During the past years, we have explored the cellular delivery of kinase inhibitors. Kinase inhibitors have selectivity for specific kinases but they lack cellular selectivity. This is exemplified by recent reports on cardiotoxicity of kinase inhibitors used in cancer treatment. We postulate that targeted cellular delivery of kinase inhibitors can improve their safety/toxicity profiles, as will be exemplified by recent published studies. Cell specific delivery of therapeutics is a quickly growing area of investigation. This innovative strategy employs carrier molecules that bind to receptors exposed on the surface of cell types involved in disease processes. Binding and receptor mediated internalization of the carrier facilitates local accumulation of the product in target cells. Upon systemic administration, this may create local drug depots in specific organs, while other tissues are avoided, thus favoring enhanced localized drug efficacy and reduced sideeffects. Synthesis of targeted kinase inhibitor-carrier conjugates was achieved using a new approach, in which kinase inhibitors were bound to a platinum(II) atom, the so-called Universal Linkage System (ULS). We review this novel linkage chemistry and demonstrate the applicability of ULS for drug targeting approaches aiming at angiogenic endothelial cells, hepatic stellate cells, and kidney tubular cells. We will review important issues like drug release mechanism, safety of the linker, and pharmacokinetics of the products in animals. Finally, we review the pharmacological efficacy of the cellular targeted drug conjugates in experimental animal models, especially in renal and liver fibrosis models.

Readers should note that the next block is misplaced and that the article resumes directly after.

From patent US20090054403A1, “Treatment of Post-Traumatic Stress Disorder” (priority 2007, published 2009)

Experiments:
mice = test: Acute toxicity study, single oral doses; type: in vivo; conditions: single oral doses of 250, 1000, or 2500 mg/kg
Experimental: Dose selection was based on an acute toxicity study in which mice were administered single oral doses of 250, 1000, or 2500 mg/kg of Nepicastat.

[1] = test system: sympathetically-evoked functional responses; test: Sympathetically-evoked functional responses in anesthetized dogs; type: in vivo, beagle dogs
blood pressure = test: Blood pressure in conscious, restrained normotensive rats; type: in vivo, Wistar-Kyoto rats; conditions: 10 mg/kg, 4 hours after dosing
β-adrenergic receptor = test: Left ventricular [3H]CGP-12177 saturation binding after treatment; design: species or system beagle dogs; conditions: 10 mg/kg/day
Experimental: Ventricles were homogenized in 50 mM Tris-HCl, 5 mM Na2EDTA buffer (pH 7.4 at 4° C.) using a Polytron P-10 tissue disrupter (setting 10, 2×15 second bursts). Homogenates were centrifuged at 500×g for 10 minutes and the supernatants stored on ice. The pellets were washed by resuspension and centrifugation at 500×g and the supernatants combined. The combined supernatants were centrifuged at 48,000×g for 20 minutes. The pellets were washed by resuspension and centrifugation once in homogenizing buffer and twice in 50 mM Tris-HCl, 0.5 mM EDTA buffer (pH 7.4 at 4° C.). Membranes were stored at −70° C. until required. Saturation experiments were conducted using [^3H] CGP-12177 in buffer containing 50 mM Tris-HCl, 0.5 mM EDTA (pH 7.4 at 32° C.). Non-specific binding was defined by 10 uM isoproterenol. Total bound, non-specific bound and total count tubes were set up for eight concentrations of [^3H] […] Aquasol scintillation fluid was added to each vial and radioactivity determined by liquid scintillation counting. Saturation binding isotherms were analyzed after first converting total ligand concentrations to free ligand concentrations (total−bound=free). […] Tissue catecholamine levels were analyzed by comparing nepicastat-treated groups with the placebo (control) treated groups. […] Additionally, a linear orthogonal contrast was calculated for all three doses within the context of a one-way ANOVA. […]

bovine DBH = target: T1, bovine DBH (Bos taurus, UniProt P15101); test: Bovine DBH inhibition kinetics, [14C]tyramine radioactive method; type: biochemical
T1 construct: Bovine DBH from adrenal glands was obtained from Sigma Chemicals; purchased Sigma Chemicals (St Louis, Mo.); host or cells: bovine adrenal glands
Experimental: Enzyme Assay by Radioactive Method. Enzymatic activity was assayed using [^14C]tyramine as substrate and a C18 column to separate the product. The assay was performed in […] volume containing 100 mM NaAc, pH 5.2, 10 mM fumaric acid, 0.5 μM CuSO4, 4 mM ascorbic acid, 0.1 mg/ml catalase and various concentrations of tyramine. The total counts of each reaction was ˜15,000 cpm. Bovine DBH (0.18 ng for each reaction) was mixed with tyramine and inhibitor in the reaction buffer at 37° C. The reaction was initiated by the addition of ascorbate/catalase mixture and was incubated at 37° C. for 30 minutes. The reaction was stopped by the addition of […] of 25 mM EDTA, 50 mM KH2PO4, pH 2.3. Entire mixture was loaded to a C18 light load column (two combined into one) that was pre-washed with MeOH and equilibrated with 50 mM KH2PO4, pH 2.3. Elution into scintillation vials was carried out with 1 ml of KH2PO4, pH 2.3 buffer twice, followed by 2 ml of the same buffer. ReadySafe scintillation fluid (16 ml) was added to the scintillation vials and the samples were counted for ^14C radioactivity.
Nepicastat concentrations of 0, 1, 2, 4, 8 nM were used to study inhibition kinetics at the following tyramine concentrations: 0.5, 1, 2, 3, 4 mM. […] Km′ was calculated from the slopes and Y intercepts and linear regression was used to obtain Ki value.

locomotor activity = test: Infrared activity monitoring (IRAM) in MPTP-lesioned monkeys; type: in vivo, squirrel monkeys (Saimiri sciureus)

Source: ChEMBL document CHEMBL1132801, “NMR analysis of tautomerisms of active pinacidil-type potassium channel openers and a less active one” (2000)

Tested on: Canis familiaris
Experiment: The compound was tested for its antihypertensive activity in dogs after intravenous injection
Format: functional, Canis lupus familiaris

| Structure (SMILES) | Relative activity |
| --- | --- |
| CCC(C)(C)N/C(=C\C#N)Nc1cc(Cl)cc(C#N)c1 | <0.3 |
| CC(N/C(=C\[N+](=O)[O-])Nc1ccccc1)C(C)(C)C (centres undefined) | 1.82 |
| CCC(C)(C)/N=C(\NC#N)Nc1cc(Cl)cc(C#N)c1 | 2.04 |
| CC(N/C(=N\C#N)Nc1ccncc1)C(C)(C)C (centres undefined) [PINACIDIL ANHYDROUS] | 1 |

Keywords: Signal transduction, kinase inhibitors, drug targeting, intracellular delivery, fibrosis, inflammation, angiogenesis
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